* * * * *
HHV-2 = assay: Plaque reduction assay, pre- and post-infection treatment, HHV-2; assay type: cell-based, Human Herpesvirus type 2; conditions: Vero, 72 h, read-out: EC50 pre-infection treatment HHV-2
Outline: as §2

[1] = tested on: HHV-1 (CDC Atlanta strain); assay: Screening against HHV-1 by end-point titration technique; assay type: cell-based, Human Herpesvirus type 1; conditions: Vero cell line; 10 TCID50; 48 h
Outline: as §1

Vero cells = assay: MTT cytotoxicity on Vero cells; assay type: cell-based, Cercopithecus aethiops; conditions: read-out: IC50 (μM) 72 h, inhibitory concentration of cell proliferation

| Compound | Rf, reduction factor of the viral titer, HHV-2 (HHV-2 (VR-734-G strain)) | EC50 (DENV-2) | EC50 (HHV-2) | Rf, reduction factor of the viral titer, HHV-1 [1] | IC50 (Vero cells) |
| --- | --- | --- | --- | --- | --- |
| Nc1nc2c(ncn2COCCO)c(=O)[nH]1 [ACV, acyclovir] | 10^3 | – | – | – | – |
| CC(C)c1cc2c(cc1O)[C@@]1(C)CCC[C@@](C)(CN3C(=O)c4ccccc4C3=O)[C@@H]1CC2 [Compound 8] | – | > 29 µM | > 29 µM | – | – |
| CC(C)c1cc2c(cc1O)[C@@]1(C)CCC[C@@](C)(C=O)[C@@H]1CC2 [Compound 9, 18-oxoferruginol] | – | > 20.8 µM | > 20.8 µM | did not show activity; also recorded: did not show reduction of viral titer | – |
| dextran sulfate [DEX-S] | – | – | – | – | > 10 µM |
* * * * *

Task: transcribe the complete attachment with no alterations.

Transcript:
HHV-2 = assay: Plaque reduction assay, pre- and post-infection treatment, HHV-2; assay type: cell-based, Human Herpesvirus type 2; conditions: Vero, 72 h, read-out: EC50 pre-infection treatment HHV-2
Outline: as §2

[1] = tested on: HHV-1 (CDC Atlanta strain); assay: Screening against HHV-1 by end-point titration technique; assay type: cell-based, Human Herpesvirus type 1; conditions: Vero cell line; 10 TCID50; 48 h
Outline: as §1

Vero cells = assay: MTT cytotoxicity on Vero cells; assay type: cell-based, Cercopithecus aethiops; conditions: read-out: IC50 (μM) 72 h, inhibitory concentration of cell proliferation

| Compound | Rf, reduction factor of the viral titer, HHV-2 (HHV-2 (VR-734-G strain)) | EC50 (DENV-2) | EC50 (HHV-2) | Rf, reduction factor of the viral titer, HHV-1 [1] | IC50 (Vero cells) |
| --- | --- | --- | --- | --- | --- |
| Nc1nc2c(ncn2COCCO)c(=O)[nH]1 [ACV, acyclovir] | 10^3 | – | – | – | – |
| CC(C)c1cc2c(cc1O)[C@@]1(C)CCC[C@@](C)(CN3C(=O)c4ccccc4C3=O)[C@@H]1CC2 [Compound 8] | – | > 29 µM | > 29 µM | – | – |
| CC(C)c1cc2c(cc1O)[C@@]1(C)CCC[C@@](C)(C=O)[C@@H]1CC2 [Compound 9, 18-oxoferruginol] | – | > 20.8 µM | > 20.8 µM | did not show activity; also recorded: did not show reduction of viral titer | – |
| dextran sulfate [DEX-S] | – | – | – | – | > 10 µM |